UC Berkeley Library

Aime Cesaire: A Voice for History.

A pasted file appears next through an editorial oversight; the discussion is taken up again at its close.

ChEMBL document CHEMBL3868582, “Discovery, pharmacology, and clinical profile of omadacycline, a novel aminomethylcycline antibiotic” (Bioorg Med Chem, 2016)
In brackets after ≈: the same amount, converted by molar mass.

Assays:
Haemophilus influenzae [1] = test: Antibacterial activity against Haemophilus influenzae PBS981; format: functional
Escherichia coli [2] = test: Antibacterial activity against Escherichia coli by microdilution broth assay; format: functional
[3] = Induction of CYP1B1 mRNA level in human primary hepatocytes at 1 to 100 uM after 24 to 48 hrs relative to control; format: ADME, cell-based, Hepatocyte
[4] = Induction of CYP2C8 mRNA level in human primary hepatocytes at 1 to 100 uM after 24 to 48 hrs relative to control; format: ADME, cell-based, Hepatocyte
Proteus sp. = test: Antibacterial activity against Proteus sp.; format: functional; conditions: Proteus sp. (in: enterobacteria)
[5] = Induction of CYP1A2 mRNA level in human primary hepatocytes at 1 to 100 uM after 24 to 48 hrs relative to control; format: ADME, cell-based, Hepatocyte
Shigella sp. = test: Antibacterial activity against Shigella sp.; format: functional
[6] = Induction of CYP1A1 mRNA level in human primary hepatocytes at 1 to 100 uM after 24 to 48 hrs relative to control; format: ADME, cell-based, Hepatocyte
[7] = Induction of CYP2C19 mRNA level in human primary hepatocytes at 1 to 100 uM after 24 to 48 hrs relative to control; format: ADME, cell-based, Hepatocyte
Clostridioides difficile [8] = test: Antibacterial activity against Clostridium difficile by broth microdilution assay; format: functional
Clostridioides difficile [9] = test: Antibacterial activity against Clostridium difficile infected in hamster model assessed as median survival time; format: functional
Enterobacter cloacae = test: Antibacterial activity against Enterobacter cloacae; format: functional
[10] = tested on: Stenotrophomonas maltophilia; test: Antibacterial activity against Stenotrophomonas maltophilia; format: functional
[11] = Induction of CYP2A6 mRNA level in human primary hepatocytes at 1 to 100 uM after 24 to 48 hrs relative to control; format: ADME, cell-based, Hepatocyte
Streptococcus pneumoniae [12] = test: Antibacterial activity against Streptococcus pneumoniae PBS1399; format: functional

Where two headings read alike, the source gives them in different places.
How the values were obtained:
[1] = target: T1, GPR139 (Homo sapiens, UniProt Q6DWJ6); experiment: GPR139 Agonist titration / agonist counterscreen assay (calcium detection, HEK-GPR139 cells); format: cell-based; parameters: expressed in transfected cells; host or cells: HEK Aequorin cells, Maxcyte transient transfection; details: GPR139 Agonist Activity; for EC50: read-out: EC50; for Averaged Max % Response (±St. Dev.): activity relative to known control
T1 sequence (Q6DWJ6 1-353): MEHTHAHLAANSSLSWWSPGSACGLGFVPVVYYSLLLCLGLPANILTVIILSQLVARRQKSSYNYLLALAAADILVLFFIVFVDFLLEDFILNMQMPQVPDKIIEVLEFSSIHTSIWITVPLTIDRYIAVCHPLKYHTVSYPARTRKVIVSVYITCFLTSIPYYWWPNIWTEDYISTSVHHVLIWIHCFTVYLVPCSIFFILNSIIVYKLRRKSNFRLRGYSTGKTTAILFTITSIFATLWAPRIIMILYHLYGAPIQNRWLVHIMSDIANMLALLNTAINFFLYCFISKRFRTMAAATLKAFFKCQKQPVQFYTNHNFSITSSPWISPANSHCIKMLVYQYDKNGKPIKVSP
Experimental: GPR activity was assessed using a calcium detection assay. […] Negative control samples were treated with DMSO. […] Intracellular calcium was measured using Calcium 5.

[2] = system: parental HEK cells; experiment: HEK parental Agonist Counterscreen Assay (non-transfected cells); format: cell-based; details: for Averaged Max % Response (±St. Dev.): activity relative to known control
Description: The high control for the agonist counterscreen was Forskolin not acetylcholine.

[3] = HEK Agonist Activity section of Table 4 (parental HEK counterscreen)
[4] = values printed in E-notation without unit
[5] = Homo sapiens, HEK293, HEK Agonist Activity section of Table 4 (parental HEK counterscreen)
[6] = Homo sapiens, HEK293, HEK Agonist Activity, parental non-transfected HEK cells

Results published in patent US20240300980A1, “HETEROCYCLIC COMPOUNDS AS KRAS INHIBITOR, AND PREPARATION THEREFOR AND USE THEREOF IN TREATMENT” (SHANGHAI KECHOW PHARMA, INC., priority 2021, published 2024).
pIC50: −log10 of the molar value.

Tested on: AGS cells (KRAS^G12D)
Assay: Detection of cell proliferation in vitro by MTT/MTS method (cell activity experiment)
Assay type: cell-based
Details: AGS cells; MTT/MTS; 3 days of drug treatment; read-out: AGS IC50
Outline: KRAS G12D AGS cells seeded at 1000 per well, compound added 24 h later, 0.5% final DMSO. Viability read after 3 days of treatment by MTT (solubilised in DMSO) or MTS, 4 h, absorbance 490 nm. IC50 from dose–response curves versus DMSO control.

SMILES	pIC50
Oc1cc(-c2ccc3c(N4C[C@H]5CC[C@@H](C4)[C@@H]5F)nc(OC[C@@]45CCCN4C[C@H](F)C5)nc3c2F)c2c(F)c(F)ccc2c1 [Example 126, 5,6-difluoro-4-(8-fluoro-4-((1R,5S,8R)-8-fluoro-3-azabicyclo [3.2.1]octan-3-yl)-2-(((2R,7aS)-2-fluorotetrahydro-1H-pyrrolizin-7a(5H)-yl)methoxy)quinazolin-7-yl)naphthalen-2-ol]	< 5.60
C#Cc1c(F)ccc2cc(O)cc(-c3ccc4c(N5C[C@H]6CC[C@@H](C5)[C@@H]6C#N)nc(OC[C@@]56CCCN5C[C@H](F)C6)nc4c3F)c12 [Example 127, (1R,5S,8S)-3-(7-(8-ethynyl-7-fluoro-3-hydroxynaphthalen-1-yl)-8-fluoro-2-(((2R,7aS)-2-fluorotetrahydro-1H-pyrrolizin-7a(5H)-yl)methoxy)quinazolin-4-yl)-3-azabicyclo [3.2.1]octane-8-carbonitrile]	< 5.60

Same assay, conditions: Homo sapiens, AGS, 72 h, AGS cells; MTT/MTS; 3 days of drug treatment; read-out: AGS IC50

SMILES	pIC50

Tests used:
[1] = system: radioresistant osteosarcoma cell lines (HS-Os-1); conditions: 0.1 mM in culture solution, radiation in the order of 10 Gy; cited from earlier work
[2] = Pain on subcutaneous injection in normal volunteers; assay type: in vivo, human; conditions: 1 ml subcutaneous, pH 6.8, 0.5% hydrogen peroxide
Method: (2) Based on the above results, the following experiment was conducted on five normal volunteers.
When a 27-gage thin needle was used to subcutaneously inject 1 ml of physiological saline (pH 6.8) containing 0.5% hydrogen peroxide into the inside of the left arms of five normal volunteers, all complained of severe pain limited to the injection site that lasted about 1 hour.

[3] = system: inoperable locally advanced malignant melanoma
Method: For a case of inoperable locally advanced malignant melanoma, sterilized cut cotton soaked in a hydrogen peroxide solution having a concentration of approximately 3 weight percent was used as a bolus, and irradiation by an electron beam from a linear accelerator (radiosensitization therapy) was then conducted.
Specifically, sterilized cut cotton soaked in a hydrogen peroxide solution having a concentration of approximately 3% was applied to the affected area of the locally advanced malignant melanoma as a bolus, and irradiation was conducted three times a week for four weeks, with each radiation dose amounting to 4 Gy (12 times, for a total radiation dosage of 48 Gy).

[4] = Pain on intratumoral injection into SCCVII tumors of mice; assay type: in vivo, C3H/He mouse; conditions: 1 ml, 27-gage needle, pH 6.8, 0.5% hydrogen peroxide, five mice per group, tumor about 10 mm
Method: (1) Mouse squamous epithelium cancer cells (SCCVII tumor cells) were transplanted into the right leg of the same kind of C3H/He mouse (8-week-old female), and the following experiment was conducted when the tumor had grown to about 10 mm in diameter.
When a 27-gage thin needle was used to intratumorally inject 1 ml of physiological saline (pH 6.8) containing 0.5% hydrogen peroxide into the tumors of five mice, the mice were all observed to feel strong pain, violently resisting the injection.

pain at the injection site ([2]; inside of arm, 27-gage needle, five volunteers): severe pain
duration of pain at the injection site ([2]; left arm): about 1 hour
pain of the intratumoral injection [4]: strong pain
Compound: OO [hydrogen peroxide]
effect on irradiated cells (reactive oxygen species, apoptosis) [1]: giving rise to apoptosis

web web sites:California Newsreel catalog description The Vigilant Island. Part 1 of a 3 part series on the Martinique author, Aime Cesaire, introduces Cesaire, his wife Suzanne who founded in 1939 the seminal literary review, Tropiques, a journal which influenced Caribbean intellectuals and spawned the Negritude Literary Movement. After WWII, Cesaire served as mayor of Fort-de-France and Martinique's representative in the French National Assembly during the crucial years of decolonization. He discusses the difficulty of balancing the life of a poet with that of a practical politician for over 50 years. 1994. 54 min. ; Where the Edges of Conquest Meet. Part 2 or this 3 part series moves to Paris in the 1930s where Cesaire, Leopold Senghor, first president of Senegal, and the French Guyanese poet, Leon Damas developed the concept of Negritude, a world wide revindication of African values. After WWII the Negritude movement centered around a French publishing house, Presence Africaine, which attracted the support of progressive French intellectuals including PabloPicasso, Albert Camus and Jean Paul Sartre. 1994. 56min. ; The Strength to Face Tomorrow.In Part 3 of this 3 part series Cesaire responds to the disappointments of the post-colonial world and expresses his hopes for the future. In the 1960s hisplays were among the first to warn of the dangers of neo-colonialism. French anthropoligist Edgar Morin, biographer Roger Toumson, novelist Maryse Conde and American writer Maya Angelou and others testify to Cesaire's central role as a "founding ancestor" for the current flowering of African Diaspora literature. 1994. 50 min. ;